An enlightening and, frankly, depressing story from Bloomberg about how Bryan Stow, who was beaten nearly to death outside of Dodger Stadium in 2011 and subsequently received a nearly $14 million jury award, has yet to see hardly any of the money and, eventually, will only receive a bit under $6 million. This despite the fact that most familiar with his case believe he’ll have some $30 million in medical and caregiving expenses during the remainder of his lifetime.
Why? The beauty of insurance subrogation, which allows insurance companies to recoup the money they paid to cover losses from any subsequent settlements. That is, yes, you pay your $X hundred a month for health insurance, but if you need to use it — like Bryan Stow did after his attack — the company can then come to you and take a chunk of your lawsuit recovery to recoup its losses. Which you may not consider to be the company’s “losses” as opposed to “the expenses it agreed to pay in exchange for premiums,” but if you think that, boy are you naive about how the insurance law works. The Bloomberg article walks you through it, however, to explain how this is all legal and, frankly, par for the course.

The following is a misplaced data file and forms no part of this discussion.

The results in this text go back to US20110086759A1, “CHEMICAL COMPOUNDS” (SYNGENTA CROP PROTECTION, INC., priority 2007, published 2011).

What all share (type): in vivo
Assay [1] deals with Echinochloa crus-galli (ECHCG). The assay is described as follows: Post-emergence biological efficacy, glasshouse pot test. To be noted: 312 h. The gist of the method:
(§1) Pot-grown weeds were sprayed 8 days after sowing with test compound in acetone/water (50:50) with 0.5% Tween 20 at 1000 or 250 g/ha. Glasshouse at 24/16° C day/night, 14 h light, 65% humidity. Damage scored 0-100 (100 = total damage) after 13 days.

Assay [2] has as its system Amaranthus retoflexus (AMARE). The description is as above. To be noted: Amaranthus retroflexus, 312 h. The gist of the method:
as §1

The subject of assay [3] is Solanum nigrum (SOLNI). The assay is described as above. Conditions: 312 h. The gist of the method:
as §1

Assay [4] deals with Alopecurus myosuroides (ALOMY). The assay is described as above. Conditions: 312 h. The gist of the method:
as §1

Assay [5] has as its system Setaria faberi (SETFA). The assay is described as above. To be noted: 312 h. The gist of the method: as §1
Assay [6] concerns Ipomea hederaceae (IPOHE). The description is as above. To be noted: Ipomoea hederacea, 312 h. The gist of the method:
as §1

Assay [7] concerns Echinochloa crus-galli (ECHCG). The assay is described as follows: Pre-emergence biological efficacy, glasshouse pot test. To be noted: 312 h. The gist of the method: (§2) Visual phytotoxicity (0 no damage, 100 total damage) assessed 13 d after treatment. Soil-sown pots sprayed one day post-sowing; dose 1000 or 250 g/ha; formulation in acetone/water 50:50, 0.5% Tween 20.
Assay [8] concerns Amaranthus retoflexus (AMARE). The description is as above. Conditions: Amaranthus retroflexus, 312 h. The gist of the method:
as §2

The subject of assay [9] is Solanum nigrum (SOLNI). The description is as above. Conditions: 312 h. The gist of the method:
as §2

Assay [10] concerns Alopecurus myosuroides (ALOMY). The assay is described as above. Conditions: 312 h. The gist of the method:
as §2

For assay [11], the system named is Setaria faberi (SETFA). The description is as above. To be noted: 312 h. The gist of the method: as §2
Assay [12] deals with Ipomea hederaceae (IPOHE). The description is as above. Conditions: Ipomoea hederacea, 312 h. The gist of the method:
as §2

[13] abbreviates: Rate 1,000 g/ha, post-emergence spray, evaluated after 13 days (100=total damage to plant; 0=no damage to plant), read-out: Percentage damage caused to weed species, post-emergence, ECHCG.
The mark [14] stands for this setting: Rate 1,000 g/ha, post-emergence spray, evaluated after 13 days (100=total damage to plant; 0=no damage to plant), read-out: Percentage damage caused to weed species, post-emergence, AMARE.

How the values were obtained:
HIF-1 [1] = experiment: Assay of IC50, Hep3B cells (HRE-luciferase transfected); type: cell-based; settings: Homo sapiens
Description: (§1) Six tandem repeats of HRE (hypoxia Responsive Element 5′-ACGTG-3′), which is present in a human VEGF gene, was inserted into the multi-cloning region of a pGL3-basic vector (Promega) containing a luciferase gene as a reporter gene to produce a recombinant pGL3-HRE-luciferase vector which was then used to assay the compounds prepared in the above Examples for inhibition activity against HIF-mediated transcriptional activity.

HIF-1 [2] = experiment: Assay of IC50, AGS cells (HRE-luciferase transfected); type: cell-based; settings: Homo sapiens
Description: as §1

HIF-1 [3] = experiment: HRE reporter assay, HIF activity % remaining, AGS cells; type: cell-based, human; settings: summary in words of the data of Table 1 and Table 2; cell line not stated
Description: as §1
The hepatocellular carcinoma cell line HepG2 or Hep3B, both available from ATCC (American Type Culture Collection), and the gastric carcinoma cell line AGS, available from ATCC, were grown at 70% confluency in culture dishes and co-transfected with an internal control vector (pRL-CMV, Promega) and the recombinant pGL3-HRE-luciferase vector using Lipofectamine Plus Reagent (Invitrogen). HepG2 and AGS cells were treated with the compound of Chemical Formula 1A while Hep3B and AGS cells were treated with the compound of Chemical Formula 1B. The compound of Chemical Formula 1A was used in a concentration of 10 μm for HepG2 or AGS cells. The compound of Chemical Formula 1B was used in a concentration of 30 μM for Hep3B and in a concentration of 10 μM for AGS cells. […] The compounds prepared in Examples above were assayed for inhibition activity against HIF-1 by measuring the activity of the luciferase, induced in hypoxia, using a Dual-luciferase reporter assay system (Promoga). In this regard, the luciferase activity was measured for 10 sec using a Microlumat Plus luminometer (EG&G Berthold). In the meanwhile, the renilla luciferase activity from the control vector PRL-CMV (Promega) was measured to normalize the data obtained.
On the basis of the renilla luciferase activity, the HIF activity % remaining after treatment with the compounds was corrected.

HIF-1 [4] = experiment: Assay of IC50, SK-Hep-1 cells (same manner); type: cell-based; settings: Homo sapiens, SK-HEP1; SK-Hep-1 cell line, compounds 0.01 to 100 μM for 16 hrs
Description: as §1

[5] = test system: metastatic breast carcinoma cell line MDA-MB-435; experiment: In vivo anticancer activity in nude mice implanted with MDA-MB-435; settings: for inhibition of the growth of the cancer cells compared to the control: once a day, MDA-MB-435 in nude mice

But it is unjust. Especially given that, because of some odd business machinations, one of the companies that is, indirectly anyway, getting a chunk of Bryan Stow’s legal settlement is the insurance company that covers the Dodgers. Yes, the same Dodgers who have to pay Bryan Stow as a result of their negligence.
Nice system we have, eh?